In The Order of Things (2006), Foucault argues that knowledge, in the 18th and 19th centuries, is trapped in both the transcendental and empirical aspects of Man, meaning it follows a circular logic according to which the knowing subject both emerges and pre-exists. The paradox, of course, is that the subject and empirical object – Man – pre-exists the transcendental framework, but without the transcendental framework, the empirical object is incomprehensible. The result is that Man is both the condition of possibility of knowledge as well as the necessitated object of knowledge within the epistemic field that emerges from this possibility – and this is what Foucault means by the ‘analytic of finitude’.
In this paper I will argue that the analytic of finitude is no longer linked to the figure of Man in our contemporary algorithmic ecologies, but to digitality – to such an extent that we can conceive of a digital finitude. This, I will argue, is a better framework from which to theorise surveillance and surveyance because the violence thereof as it relates to digitality and thought is not sufficiently captured by existing frameworks of the panopticon and biopolitics (Foucault), control – which technically refers to modulation (Deleuze), or hyper-control (Stiegler), even though these do provide a basis from which to start.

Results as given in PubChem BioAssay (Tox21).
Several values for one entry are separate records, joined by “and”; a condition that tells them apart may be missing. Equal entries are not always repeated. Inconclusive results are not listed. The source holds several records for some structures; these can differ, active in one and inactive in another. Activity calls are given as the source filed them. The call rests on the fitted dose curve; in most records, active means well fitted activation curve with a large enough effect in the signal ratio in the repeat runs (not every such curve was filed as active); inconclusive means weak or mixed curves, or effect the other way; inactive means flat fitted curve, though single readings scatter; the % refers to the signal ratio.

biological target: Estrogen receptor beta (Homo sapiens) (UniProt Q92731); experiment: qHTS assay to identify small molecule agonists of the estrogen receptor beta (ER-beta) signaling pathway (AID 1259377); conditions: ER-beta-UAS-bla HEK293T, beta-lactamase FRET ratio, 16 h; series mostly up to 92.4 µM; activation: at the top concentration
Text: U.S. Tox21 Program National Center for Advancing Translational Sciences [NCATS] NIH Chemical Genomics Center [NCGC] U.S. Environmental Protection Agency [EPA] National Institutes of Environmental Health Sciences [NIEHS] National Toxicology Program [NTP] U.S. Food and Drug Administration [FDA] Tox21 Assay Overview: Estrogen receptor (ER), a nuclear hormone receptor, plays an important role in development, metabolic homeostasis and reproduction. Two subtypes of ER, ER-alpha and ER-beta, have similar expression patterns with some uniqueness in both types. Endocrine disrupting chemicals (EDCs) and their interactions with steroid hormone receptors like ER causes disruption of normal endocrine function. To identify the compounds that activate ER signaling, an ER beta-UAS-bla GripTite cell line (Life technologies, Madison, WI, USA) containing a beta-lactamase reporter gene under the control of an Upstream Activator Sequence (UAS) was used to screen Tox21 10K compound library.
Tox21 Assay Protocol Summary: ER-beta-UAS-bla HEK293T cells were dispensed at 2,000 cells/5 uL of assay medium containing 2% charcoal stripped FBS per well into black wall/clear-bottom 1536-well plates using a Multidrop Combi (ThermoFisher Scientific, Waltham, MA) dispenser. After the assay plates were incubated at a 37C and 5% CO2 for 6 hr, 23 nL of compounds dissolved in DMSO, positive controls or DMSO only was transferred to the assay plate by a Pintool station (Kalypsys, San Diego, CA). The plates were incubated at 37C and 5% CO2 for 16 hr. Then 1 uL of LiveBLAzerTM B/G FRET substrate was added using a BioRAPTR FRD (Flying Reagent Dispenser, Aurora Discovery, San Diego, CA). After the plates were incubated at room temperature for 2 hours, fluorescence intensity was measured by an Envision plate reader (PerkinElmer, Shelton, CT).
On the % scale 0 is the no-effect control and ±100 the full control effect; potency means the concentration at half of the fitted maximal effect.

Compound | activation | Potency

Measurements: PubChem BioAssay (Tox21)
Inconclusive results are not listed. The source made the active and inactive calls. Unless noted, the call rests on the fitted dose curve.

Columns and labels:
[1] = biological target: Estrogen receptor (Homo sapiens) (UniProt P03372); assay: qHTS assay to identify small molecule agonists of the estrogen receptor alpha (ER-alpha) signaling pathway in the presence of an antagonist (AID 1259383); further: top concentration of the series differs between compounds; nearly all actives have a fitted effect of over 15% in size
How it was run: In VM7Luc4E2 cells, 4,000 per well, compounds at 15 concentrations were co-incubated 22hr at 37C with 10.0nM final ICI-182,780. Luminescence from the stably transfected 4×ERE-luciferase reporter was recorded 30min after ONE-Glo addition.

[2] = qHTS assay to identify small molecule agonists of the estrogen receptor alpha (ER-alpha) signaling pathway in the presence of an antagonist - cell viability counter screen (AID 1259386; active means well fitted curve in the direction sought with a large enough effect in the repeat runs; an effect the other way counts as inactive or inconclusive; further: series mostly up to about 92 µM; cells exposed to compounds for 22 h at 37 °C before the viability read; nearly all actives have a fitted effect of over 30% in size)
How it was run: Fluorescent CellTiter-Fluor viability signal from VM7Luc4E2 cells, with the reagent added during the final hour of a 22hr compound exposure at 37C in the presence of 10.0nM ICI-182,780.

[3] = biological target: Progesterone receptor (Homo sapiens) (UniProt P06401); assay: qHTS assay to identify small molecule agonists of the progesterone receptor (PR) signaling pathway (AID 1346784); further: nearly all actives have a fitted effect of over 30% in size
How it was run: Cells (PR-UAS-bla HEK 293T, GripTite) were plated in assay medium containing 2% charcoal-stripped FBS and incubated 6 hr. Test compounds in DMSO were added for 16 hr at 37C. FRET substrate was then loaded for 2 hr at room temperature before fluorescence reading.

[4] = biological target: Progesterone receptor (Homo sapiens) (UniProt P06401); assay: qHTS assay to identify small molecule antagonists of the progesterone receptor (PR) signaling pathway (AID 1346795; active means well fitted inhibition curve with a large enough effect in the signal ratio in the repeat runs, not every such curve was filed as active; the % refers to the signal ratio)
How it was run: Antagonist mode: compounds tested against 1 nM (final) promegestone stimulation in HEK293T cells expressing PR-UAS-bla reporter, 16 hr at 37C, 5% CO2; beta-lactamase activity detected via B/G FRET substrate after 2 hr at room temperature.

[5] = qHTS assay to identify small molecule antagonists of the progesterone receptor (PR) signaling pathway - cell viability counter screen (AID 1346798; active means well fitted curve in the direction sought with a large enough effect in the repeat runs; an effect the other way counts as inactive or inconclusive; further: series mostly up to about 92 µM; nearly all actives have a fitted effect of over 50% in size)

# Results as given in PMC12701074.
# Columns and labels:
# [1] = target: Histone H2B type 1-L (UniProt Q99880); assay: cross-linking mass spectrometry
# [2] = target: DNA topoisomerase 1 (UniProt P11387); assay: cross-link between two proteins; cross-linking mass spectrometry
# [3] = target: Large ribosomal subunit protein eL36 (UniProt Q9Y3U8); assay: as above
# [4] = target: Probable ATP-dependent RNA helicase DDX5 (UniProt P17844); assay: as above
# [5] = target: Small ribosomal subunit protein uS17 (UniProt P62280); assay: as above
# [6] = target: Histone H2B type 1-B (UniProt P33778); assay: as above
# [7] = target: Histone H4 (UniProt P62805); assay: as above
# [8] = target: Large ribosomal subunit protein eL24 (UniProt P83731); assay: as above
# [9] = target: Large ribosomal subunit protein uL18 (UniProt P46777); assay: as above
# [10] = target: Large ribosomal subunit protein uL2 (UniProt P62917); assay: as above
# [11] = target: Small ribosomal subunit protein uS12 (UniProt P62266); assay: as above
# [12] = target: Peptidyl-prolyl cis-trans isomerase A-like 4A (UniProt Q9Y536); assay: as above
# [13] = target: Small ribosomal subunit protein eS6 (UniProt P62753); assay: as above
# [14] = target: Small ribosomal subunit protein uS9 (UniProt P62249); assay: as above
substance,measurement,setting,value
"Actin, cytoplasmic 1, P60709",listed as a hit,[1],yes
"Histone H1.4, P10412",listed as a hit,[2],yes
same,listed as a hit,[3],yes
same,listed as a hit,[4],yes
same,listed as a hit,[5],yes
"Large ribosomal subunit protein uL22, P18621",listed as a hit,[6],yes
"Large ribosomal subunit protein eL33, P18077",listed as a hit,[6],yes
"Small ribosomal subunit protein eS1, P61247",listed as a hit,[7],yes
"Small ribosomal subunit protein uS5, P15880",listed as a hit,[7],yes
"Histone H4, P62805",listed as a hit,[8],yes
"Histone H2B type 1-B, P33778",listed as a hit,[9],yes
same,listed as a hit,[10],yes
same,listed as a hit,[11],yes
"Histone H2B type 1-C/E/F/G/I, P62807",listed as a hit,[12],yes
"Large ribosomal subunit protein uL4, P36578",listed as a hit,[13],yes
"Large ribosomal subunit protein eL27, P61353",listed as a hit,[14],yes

Chantelle Gray is a contemporary Continental philosopher whose interests span critical algorithm studies, queer and critical feminist theories, experimental music studies, anarchism and Continental philosophy, especially the work of Deleuze and Guattari. The interdisciplinary nature of her work allows her to ask critical questions about how to take care of humans, technologies and ecologies in the digital age. She is the Chair of the Institute for Contemporary Ethics (http://contemporaryethics.org/), the co-convener of the South African Deleuze & Guattari Studies Conference (www.deleuzeguattari.co.za), and an editorial board member of Somatechnics. Her books include Deleuze and Anarchism, co-edited with Aragorn Eloff (2019, Edinburgh University Press) and Anarchism after Deleuze and Guattari (2022, Bloomsbury). She currently works in the School of Philosophy at the North-West University in South Africa.
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